February is African American History Month. The Ramstein African American Heritage committee sponsors several events to observe the occasion under the theme “Celebrating a Legacy of Freedom, Dignity and Determination.”
“This year, we are celebrating the 100th anniversary of the Niagara Movement, a political and social organization that met in 1905 near the Niagara Falls to bring awareness to the treatment of African Americans,” said Capt. Tanya Anderson, Ramstein African American Heritage Observance committee program coordinator. “We scheduled a variety of events because our main focus is to encourage interaction in the KMC.”
The heritage month had an early start Saturday with the Apollo Night Talent Show at Armstrong’s Community Club on Vogelweh. Performers included singers, rappers and rap groups, dance groups, comedians and a lyricist. The first place winner was songstress Timoeshea Brigham, Comedian Clint Hunt won second place, and singer Shelley Winter was third.
“We even had to turn people away because it got too crowded,” said Captain Anderson.
The kick-off luncheon was Wednesday at the Ramstein Officers’ Club.
The guest speaker was Col. Anthony Thompson, Headquarters U.S. Air Forces in Europe Financial Analysis Division chief. He talked about his memory of Dr. Martin Luther King’s murder.
“At that moment in time and that general period of enlightenment, my life changed forever and it certainly gives me the passion to share a great account in African American history that helped transform us from America then to our America now,” said Colonel Thompson. “I knew that I would never let anyone or anything stop me from reaching my true potential as a man based on the color of my skin.”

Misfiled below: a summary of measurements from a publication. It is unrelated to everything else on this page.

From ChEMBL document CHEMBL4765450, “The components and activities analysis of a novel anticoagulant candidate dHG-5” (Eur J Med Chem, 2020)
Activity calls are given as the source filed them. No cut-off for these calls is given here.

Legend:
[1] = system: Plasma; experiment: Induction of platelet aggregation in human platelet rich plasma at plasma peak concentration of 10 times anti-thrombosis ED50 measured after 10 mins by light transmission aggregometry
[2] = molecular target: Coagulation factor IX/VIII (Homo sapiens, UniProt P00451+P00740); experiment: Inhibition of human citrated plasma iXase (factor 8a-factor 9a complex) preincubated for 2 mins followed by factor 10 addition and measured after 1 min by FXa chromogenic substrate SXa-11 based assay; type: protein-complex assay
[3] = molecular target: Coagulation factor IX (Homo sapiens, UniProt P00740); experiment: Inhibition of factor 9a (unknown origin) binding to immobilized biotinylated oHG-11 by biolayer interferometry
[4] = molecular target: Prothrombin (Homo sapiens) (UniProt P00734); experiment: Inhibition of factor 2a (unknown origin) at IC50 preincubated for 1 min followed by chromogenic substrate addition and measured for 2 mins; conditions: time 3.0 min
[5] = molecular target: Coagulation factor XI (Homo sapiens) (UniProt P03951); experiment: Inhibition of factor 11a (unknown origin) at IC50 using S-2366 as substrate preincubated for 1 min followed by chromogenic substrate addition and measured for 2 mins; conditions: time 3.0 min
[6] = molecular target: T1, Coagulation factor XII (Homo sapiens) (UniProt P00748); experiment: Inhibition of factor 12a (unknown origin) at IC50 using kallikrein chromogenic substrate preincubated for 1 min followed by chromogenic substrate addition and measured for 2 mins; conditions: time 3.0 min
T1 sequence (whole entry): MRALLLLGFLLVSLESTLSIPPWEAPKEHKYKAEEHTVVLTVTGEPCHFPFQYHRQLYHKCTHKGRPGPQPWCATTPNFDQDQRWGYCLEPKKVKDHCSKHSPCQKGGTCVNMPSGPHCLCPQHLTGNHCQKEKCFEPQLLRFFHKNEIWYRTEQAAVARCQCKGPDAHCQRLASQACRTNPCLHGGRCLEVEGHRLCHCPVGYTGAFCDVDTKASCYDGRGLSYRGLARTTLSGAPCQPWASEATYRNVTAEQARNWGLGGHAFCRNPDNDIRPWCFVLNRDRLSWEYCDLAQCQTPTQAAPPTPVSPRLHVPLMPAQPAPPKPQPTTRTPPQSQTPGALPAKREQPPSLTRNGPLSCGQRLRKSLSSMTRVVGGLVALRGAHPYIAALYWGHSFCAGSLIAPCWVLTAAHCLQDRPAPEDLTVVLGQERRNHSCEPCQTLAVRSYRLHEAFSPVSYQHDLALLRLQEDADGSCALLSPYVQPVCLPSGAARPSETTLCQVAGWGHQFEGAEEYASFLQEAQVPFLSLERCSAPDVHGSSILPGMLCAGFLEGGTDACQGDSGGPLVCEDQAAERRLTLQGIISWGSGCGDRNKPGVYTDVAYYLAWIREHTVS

Activities continue with a fashion show under the motto “Love, Peace and Happiness” at 8 p.m. Feb. 12 at the Ramstein Officers’ Club. Coordinator Ivy Ellis presents “Love, Peace and Happiness” by Serendipity Models. Advance tickets cost $8; tickets at the door are $12.
Students of elementary and middle schools in the KMC can submit entries for the W.E.B. Du Bois Art Contest by Feb. 17. Entry forms are available at the schools. Prizes are $100, $75 and $50 savings bonds. W.E.B. Du Bois was an American civil-rights leader and author, early exponent of full equality for African Americans and co-founder of the Niagara Movement.
High school students can participate in the W.E.B. Du Bois High School Lyrics and Poetry Contest. They must submit their entries by Feb. 15. Winners receive savings bonds in the amount of $300, $200 and $200. Performance date is 3 p.m. Feb. 19 at the Vogelweh Community Center.
Individual actors and actresses present “A Lesson before Dying,” a play by Romulus Linney, based on a novel by Ernest J. Gaines, 8 p.m. Feb. 18 and 19 at Landstuhl Regional Medical Center Heaton Auditorium. Advance tickets are $10 and $12 at the door.
The African American Heritage Observance Month closes out with a finale banquet, “A Night of Elegance,” Feb. 25 at the Ramstein Officers’ Club. Social hours starts at 6 p.m. and dinner is at 7 p.m. The Vogelweh Male Chorus will perform. Advance tickets are required by Feb. 22 and cost $17 for club members and $20 for non-members.
For ticket information, call Captain Anderson at 480-6226.